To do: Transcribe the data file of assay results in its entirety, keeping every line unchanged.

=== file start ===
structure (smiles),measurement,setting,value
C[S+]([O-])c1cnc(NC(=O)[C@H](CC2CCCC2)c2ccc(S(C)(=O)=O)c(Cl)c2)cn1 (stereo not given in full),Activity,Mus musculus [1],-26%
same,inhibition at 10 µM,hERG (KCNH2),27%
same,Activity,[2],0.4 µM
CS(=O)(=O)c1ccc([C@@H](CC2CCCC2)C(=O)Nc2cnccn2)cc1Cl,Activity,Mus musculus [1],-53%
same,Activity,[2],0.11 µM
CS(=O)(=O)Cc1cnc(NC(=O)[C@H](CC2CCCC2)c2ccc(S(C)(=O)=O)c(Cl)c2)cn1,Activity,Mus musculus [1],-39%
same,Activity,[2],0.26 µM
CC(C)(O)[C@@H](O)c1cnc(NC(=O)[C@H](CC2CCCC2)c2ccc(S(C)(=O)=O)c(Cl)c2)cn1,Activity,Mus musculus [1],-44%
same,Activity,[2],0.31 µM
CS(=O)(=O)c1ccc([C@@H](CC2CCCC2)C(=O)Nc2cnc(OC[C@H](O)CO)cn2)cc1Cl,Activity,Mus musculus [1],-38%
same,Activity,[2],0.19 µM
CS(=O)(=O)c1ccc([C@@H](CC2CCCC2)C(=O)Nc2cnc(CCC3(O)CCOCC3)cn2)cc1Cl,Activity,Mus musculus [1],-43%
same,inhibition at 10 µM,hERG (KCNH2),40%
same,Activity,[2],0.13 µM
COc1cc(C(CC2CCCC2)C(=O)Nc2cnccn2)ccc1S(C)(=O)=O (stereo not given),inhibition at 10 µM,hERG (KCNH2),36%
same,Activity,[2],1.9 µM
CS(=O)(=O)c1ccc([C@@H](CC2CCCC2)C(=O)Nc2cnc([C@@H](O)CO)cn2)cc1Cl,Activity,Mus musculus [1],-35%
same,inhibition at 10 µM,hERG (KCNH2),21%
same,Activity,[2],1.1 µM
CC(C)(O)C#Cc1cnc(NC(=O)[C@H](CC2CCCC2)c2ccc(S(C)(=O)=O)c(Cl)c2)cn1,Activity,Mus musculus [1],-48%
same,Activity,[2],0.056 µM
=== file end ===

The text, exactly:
structure (smiles),measurement,setting,value
C[S+]([O-])c1cnc(NC(=O)[C@H](CC2CCCC2)c2ccc(S(C)(=O)=O)c(Cl)c2)cn1 (stereo not given in full),Activity,Mus musculus [1],-26%
same,inhibition at 10 µM,hERG (KCNH2),27%
same,Activity,[2],0.4 µM
CS(=O)(=O)c1ccc([C@@H](CC2CCCC2)C(=O)Nc2cnccn2)cc1Cl,Activity,Mus musculus [1],-53%
same,Activity,[2],0.11 µM
CS(=O)(=O)Cc1cnc(NC(=O)[C@H](CC2CCCC2)c2ccc(S(C)(=O)=O)c(Cl)c2)cn1,Activity,Mus musculus [1],-39%
same,Activity,[2],0.26 µM
CC(C)(O)[C@@H](O)c1cnc(NC(=O)[C@H](CC2CCCC2)c2ccc(S(C)(=O)=O)c(Cl)c2)cn1,Activity,Mus musculus [1],-44%
same,Activity,[2],0.31 µM
CS(=O)(=O)c1ccc([C@@H](CC2CCCC2)C(=O)Nc2cnc(OC[C@H](O)CO)cn2)cc1Cl,Activity,Mus musculus [1],-38%
same,Activity,[2],0.19 µM
CS(=O)(=O)c1ccc([C@@H](CC2CCCC2)C(=O)Nc2cnc(CCC3(O)CCOCC3)cn2)cc1Cl,Activity,Mus musculus [1],-43%
same,inhibition at 10 µM,hERG (KCNH2),40%
same,Activity,[2],0.13 µM
COc1cc(C(CC2CCCC2)C(=O)Nc2cnccn2)ccc1S(C)(=O)=O (stereo not given),inhibition at 10 µM,hERG (KCNH2),36%
same,Activity,[2],1.9 µM
CS(=O)(=O)c1ccc([C@@H](CC2CCCC2)C(=O)Nc2cnc([C@@H](O)CO)cn2)cc1Cl,Activity,Mus musculus [1],-35%
same,inhibition at 10 µM,hERG (KCNH2),21%
same,Activity,[2],1.1 µM
CC(C)(O)C#Cc1cnc(NC(=O)[C@H](CC2CCCC2)c2ccc(S(C)(=O)=O)c(Cl)c2)cn1,Activity,Mus musculus [1],-48%
same,Activity,[2],0.056 µM